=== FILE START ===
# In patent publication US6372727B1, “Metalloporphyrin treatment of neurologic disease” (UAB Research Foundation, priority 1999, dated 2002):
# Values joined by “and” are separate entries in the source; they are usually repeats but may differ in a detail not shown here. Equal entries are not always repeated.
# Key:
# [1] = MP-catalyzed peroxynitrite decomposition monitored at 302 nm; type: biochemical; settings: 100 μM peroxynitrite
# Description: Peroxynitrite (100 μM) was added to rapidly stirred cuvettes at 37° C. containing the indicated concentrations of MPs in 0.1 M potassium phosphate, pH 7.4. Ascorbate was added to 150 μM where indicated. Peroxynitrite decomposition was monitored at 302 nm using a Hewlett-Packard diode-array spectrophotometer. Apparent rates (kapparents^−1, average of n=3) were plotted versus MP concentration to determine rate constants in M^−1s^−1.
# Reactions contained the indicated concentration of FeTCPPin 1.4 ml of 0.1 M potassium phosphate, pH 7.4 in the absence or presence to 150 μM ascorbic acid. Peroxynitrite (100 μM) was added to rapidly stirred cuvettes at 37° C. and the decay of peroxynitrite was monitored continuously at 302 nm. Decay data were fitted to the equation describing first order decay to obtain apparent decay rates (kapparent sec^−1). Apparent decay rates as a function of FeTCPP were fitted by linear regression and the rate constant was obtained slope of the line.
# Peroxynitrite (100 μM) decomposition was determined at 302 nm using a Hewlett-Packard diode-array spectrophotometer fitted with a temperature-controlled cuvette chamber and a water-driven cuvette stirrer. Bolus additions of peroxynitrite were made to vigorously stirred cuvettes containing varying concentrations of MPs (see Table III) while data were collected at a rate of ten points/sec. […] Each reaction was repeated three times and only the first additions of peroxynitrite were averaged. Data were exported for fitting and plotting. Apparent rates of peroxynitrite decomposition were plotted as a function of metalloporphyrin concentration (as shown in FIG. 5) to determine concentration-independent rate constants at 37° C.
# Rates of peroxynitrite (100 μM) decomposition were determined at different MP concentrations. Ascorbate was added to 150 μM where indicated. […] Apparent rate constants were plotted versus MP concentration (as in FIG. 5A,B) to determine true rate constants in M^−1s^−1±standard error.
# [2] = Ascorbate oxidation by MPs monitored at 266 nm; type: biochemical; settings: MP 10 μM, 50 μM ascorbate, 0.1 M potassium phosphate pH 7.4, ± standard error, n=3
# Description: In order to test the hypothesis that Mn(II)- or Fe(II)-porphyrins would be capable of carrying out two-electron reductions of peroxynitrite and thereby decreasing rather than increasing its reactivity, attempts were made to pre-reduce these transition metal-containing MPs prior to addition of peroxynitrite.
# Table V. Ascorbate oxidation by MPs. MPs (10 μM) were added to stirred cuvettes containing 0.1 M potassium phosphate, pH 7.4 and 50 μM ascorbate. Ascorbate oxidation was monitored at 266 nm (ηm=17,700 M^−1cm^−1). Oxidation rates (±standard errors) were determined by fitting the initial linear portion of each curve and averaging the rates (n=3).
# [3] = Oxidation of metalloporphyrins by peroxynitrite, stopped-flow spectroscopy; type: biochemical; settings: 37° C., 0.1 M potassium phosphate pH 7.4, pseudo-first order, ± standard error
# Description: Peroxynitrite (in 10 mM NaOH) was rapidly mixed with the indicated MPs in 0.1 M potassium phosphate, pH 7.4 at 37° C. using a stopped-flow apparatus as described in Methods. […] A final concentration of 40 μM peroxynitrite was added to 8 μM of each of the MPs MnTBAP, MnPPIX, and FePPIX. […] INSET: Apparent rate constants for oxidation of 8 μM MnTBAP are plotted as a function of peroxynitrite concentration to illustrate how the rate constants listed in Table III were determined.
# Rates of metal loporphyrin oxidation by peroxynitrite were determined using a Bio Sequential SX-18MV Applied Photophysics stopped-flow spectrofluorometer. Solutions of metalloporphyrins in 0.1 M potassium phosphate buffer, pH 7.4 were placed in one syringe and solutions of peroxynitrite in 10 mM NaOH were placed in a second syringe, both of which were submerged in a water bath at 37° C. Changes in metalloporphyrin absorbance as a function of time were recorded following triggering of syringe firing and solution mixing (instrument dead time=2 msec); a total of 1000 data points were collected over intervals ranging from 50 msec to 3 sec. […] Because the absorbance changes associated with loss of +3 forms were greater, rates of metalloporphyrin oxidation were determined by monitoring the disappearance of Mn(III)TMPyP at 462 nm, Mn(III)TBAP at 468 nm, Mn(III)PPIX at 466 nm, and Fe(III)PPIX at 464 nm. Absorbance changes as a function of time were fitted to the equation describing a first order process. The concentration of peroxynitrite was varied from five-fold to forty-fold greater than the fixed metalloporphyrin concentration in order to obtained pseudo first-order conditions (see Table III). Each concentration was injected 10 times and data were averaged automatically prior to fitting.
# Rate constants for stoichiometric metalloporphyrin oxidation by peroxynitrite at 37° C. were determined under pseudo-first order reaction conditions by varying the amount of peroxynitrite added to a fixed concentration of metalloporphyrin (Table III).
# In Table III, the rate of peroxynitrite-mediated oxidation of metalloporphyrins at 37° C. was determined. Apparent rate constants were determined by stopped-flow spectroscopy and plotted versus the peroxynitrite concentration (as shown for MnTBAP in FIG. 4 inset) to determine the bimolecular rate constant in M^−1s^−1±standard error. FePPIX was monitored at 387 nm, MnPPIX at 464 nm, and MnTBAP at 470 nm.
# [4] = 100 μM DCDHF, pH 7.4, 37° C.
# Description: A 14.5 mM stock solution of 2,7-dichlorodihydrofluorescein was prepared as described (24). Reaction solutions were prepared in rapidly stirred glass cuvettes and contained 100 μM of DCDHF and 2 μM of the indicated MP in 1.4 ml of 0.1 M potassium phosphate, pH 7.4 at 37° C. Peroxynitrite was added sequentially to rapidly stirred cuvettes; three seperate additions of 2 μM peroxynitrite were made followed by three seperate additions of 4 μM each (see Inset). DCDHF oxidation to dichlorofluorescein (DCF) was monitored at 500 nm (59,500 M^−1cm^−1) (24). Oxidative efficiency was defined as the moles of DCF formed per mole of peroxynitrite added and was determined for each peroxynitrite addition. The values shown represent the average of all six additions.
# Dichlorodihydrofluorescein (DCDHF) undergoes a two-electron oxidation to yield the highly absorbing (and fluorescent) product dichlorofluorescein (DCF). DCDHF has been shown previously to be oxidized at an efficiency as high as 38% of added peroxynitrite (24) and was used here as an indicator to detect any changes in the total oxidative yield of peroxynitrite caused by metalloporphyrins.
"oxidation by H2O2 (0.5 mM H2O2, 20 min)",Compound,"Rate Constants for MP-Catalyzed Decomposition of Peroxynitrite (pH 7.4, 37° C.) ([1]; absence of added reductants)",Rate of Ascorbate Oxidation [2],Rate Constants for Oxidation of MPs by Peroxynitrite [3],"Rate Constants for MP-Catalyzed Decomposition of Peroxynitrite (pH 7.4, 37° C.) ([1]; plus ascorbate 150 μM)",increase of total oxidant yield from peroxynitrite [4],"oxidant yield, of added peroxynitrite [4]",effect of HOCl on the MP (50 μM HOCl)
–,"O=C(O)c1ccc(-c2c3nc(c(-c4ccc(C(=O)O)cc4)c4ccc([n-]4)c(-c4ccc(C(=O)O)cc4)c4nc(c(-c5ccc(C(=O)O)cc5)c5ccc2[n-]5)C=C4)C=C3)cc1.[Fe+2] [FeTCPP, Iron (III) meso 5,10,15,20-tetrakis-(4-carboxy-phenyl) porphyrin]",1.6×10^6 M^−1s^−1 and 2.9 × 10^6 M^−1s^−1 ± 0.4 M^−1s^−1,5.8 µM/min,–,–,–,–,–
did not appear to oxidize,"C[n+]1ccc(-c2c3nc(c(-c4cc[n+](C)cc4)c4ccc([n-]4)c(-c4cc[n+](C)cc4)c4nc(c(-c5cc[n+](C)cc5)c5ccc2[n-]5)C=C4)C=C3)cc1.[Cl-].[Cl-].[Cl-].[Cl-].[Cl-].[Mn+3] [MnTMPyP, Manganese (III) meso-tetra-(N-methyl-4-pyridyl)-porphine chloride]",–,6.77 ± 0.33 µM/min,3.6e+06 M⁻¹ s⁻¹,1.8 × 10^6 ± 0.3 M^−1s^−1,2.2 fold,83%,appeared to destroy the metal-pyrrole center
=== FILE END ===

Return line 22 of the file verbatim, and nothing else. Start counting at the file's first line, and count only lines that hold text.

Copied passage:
did not appear to oxidize,"C[n+]1ccc(-c2c3nc(c(-c4cc[n+](C)cc4)c4ccc([n-]4)c(-c4cc[n+](C)cc4)c4nc(c(-c5cc[n+](C)cc5)c5ccc2[n-]5)C=C4)C=C3)cc1.[Cl-].[Cl-].[Cl-].[Cl-].[Cl-].[Mn+3] [MnTMPyP, Manganese (III) meso-tetra-(N-methyl-4-pyridyl)-porphine chloride]",–,6.77 ± 0.33 µM/min,3.6e+06 M⁻¹ s⁻¹,1.8 × 10^6 ± 0.3 M^−1s^−1,2.2 fold,83%,appeared to destroy the metal-pyrrole center